It is instructive to consider some wrong approaches or wrong thinking or wrong attitudes to money.
Bad Cultural Attitudes to Money
Let's begin with our culture. In order to do this, we have to make generalisations—the following won’t apply to everyone!
Here are two common approaches to money in our culture.
- Money can be used to acquire material possessions that bring real satisfaction in life.
Money can be leveraged to gain power, prestige, happiness and security. If we needed proof that this were the case, last year companies in the UK spent over £14 billion on advertising. The Guardian newspaper suggested that in one day a person in London could be exposed to 3,500 marketing messages. The guardian website that contained that article had 9 adverts on it!
- Unlimited acquisition of wealth is a worthy pursuit in life.
If money is my source of comfort, provides security, is how I measure my worth or success…..then sure, I’ll pursue more money! Is this goal, even subconsciously, what drives many to seek a promotion. If the pursuit of promotion or a seeking after wealth has a detrimental impact on an individual’s health or their family then it is an unhealthy goal!
We can dispel these two cultural attitudes to money:
- The source of ultimate happiness or worth or security does not come from money. Such things can only come from God—through a relationship with Him (Romans 11:36).
- A pursuit of wealth at all costs is not a worthy pursuit in life. Loving God and loving others is a worthy pursuit in life (Mark 12:30-31).
These are two cultural attitudes towards money that we need to be aware of since, as weak humans,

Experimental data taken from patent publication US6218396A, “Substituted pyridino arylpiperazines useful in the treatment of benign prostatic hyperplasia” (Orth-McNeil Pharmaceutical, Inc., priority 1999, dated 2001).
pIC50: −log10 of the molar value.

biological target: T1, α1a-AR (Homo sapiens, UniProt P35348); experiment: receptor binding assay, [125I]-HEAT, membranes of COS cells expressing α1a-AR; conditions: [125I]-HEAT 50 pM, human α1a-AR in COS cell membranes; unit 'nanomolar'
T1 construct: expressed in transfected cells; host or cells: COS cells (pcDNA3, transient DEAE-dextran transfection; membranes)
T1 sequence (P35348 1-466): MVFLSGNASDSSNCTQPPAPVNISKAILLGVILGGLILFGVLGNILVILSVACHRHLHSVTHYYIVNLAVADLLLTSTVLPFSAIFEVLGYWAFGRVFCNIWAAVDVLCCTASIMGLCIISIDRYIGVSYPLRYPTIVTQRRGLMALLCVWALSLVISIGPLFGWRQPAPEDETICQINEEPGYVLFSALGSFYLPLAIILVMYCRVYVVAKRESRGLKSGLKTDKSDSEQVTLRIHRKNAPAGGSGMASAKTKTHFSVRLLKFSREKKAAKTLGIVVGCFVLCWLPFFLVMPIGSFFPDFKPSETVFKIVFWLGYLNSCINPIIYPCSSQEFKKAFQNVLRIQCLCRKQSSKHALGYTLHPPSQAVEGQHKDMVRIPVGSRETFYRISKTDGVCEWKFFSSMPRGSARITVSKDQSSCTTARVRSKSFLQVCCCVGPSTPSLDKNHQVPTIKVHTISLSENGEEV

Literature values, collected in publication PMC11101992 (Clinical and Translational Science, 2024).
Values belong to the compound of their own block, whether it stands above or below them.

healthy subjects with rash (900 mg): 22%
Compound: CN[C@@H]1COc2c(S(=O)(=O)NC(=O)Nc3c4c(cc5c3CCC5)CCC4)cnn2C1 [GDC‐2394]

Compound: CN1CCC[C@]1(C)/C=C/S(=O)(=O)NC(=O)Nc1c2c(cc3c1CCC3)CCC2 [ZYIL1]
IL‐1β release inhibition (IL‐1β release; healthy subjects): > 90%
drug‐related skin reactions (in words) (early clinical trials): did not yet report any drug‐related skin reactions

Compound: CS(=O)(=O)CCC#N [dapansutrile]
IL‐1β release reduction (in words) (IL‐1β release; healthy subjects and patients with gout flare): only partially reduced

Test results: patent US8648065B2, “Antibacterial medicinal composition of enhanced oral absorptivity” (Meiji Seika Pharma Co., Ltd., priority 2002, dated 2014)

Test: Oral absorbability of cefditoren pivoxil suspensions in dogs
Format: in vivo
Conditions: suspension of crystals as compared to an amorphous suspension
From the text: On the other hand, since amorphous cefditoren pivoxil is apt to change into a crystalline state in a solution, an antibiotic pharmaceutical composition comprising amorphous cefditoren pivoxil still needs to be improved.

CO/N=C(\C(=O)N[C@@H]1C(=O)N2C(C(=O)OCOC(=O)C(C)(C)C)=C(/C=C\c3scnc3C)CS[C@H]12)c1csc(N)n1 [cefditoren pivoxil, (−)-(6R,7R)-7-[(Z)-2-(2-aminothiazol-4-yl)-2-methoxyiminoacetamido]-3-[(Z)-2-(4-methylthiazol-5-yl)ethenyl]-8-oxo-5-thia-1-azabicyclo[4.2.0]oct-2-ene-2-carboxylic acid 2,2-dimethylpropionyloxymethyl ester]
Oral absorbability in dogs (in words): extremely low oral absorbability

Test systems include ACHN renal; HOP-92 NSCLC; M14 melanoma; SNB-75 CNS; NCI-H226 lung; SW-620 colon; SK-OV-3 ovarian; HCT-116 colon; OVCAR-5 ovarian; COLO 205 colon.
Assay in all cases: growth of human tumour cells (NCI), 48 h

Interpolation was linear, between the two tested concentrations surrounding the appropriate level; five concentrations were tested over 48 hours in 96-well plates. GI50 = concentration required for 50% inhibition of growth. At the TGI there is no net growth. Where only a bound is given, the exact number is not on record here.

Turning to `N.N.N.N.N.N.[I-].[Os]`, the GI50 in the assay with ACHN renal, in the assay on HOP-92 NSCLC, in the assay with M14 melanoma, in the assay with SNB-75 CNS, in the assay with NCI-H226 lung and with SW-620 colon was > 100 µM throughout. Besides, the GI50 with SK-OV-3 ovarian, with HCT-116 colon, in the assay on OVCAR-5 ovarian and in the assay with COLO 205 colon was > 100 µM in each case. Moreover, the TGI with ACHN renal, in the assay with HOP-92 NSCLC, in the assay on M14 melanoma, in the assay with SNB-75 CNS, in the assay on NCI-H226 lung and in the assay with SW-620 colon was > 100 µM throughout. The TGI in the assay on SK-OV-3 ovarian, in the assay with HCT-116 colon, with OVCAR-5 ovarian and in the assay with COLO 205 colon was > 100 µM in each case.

we are prone to be influenced by those around us.
Bad Christian Attitudes to money
Let’s now turn our attention to some common beliefs or attitudes or approaches to money that Christians have that don’t align with the totality of the Bible’s teaching. Again, the following is based on generalisations. You may not think that you believe any of the following—but the real question is 'are you influenced by any of the following?'
Again, what follows are generalisations.
- Prosperity is Wrong
- Prosperity Gospel
- Dependency on God Syndrome
Prosperity is Wrong
The first attitude, even if suppressed, is that prosperity is wrong. There are certain Christians who believe that material possessions are 'worldly' and that to be a part of an affluent society is immoral. In this view, poverty is a virtue and enjoying wealth is sin. Advocates of this view will point to Jesus who had no house, no wealth and who taught the rich young ruler to sell all his possessions and give to the poor. If we’re influenced by this thinking, we may feel guilt if we have wealth (and in comparison to the majority of the world, we most certainly are wealthy).
However, the New Testament doesn’t teach that being rich is inherently wrong. God certainly has a heart for the poor and oppressed—in part because they often don’t have the resources to fend for themselves. And there are plenty of warnings to the rich—warnings about the deceitfulness of
wealth. But there are many rich people in the New Testament who are looked upon favourably because of the way they used their wealth: we saw two examples recently from Mark’s gospel—Joseph of Arimathea gave his tomb for burying Jesus; and one of Jesus’ female disciples was rich
enough to be in possession of an expensive perfume, which she used to anoint Jesus. Another